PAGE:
When you fill a car’s tank with gas, the results are predictable. That tank of gas will take you only so far. But when you fill someone’s tank with kindness, you never know how far it will go.

I was struck by that thought when reading a biography of the famous evangelist D. L. Moody, a native New Englander. Growing up in Northfield, MA, Moody lost his father when he was only four years old. His bereaved mother did the best she could for Moody and his seven siblings, but the family often struggled to have the necessities of life.

When he was a teenager, Moody moved to Boston to look for work. There he visited a Sunday school class, attended by students from Harvard College. On his first visit, when the teacher told the students to turn in their Bibles to the Gospel of John, Moody was given a Bible, but had no idea where to find the Gospel of John. As the awkward young Moody began fumbling through the pages, the cultured Harvard students began to point, whisper, and laugh.

The Sunday school teacher, Edward Kimball, came to the rescue. He handed Moody his own Bible, which was opened at the right place, and silenced the sneers with a stern glance. Moody never forgot that kindness, saying that he would “stick by the fellow who had stood by him, and had done him a turn like that.”

But another act of kindness from Kimball would have an even greater impact—not only on Moody’s life, but on the lives of untold thousands. One morning, Kimball walked to the shoe store where Moody worked. He had one mission: to urge Moody to put his trust in Jesus Christ as his Savior. “I went up to him and put my hand on his shoulder,” Kimball later recalled, “Then I made my plea.” He told Moody of Christ’s love for him, and there Moody “gave himself, and his life, to Christ.”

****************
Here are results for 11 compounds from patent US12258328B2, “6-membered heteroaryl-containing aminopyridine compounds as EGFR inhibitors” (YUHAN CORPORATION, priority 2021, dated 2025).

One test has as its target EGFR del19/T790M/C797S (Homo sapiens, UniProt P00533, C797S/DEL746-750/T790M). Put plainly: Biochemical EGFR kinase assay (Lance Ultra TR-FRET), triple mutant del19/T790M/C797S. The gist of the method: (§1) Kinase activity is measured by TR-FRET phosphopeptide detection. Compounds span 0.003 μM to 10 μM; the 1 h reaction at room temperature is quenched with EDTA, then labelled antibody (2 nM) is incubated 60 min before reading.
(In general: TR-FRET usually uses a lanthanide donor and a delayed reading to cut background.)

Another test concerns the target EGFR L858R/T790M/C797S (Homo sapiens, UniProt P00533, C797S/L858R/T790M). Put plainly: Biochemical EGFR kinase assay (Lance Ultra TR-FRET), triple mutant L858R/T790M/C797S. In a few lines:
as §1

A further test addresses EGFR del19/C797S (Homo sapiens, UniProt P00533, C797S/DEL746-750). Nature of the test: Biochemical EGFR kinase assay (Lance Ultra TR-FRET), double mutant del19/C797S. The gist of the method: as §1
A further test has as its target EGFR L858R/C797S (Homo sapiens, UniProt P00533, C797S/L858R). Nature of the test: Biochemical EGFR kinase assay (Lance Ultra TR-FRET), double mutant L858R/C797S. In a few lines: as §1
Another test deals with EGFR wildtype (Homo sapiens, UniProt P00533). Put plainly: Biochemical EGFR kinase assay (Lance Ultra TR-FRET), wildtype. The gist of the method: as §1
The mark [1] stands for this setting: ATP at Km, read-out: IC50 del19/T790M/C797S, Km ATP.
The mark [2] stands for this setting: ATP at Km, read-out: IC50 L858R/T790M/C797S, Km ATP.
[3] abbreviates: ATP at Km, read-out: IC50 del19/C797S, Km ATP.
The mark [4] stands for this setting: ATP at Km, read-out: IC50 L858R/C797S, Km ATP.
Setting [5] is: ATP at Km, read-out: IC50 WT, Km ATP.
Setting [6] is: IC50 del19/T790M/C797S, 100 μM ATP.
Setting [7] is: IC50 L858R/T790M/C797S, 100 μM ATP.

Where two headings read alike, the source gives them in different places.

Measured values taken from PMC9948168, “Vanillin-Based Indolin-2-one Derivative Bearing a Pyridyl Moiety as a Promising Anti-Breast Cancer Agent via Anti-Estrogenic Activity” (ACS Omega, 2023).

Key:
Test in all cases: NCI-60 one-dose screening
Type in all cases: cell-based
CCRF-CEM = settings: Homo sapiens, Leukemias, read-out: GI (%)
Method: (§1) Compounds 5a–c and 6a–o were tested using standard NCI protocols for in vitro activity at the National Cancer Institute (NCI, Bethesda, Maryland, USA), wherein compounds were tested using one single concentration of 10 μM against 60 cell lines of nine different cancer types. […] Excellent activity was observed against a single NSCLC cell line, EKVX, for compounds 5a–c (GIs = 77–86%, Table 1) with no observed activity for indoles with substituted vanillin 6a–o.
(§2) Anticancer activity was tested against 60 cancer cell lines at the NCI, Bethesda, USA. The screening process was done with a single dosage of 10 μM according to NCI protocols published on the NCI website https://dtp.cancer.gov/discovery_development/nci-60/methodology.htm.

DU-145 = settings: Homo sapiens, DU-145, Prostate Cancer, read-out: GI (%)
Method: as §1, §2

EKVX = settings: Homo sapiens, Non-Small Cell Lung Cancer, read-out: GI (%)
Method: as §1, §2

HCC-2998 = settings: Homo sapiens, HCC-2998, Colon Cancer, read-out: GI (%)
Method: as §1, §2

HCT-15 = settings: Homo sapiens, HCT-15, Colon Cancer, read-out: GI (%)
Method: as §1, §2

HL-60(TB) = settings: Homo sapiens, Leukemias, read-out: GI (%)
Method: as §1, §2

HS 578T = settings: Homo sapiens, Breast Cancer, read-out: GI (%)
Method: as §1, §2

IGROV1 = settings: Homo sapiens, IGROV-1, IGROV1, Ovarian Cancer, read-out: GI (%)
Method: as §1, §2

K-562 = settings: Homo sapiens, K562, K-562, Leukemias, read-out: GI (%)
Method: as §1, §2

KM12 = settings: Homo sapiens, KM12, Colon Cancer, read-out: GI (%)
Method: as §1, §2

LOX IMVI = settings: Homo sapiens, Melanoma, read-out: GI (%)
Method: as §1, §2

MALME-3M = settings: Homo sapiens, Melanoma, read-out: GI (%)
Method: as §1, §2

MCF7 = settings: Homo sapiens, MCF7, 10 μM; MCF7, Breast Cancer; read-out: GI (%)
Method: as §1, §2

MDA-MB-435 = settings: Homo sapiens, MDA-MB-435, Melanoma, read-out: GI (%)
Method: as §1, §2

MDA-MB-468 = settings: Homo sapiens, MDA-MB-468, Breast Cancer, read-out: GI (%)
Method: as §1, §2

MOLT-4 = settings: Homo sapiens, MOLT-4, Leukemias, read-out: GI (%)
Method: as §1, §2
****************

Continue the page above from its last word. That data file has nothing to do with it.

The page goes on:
We have to wonder whether Moody would have paid any attention to Kimball if it had not been for that first act of kindness in his Sunday school class—keeping a bumbling country boy from being humiliated. Little could Kimball know that years later, that awkward teenage boy from Northfield, MA would become the most well-known evangelists of the 18th century.

As Christians, we find the source of kindness in the character of God himself. As Paul writes in Titus 3:4-5, “When the kindness and love of God our Savior appeared, he saved us, not because of righteous things we had done, but because of his mercy.” Even though the kindness we show to others is just a faint imitation of God’s kindness toward us, it can still have a tremendous impact.

Let us be kind to one another. We never know how far one act of kindness can go.